May 7-10, 2017 Asilomar, California
The HTTPS ecosystem is the foundation on which Internet security is built. At the heart of this ecosystem is the Transport Layer Security (TLS) protocol, which in turn uses the X.509 public-key infrastructure and numerous cryptographic constructions and algorithms. Unfortunately, this ecosystem is extremely brittle, with headline-grabbing attacks and emergency patches many times a year. We describe our ongoing efforts in Everest (https://project-everest.github.io) a project that aims to build and deploy a verified version of TLS and other components of HTTPS, replacing our infrastructure with proven, secure software. Aiming both at full verification and usability, we conduct high-level code-based, game-playing proofs of security on cryptographic implementations that yield efficient, deployable code, at the level of C and assembly. Concretely, we use F*, a dependently typed language for (meta-)programming and proving at a high level, while relying on low-level DSLs embedded within F* for programming low-level components when necessary for performance and, sometimes, side-channel resistance. To compose the pieces, we compile all our code to source-like C and assembly, suitable for audit and deployment by independent security experts.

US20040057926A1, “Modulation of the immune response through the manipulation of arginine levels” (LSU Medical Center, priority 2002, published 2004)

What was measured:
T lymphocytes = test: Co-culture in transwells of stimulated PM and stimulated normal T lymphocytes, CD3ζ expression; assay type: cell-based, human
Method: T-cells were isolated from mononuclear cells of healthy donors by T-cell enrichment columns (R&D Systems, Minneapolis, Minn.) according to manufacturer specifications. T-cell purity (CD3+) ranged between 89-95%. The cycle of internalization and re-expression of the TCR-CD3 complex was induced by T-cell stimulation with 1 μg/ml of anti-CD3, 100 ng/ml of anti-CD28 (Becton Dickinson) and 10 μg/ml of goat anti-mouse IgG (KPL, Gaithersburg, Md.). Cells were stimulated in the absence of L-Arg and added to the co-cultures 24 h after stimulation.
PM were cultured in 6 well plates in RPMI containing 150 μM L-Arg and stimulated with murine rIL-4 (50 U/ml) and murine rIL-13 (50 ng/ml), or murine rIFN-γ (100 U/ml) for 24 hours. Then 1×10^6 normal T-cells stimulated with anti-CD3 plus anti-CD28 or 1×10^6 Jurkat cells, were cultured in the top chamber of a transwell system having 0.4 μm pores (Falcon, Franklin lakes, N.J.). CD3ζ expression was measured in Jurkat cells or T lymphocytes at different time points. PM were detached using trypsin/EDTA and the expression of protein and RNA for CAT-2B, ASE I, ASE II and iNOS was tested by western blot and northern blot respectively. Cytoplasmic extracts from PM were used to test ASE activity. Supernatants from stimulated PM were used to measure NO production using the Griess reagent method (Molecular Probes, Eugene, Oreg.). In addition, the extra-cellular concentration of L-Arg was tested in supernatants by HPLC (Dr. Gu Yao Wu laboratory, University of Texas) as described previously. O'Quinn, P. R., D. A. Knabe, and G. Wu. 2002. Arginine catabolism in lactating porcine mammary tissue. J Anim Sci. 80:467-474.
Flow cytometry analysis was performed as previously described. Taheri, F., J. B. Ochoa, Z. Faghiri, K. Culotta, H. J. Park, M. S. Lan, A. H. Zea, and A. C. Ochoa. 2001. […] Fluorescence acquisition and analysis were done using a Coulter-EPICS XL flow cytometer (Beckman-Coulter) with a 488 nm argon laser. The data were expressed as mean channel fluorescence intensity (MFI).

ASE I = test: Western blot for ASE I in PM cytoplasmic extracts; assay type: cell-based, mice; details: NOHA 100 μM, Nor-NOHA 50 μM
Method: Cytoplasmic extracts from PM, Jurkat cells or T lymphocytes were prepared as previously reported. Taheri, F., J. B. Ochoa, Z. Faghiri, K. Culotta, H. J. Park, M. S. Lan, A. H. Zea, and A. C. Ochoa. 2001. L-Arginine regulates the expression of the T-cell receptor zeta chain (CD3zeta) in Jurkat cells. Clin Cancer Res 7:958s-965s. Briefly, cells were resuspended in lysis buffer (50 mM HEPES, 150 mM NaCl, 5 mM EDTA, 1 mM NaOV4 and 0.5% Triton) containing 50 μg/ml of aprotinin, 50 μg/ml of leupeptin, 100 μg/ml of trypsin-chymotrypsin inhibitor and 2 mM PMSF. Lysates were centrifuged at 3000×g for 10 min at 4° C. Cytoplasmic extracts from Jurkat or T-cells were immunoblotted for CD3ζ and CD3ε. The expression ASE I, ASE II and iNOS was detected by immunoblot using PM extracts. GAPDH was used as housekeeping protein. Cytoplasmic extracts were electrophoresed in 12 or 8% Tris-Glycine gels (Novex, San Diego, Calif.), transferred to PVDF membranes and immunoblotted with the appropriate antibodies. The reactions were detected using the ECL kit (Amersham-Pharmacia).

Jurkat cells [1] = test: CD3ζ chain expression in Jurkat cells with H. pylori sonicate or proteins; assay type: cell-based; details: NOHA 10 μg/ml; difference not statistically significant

Our main results so far include (1) the design of Low*, a subset of F* designed for C-like imperative programming but with high-level verification suppport, and KreMLin, a compiler that extracts Low* programs to C; (2) an implementation of the TLS-1.3 record layer in Low*, together with a proof of its concrete cryptographic security;
(3) Vale, a new DSL for verified assembly language, and several optimized cryptographic algorithms proven functionally correct. In an early deployment, all our verified software is integrated and deployed within libcurl, a widely used library of networking protocols.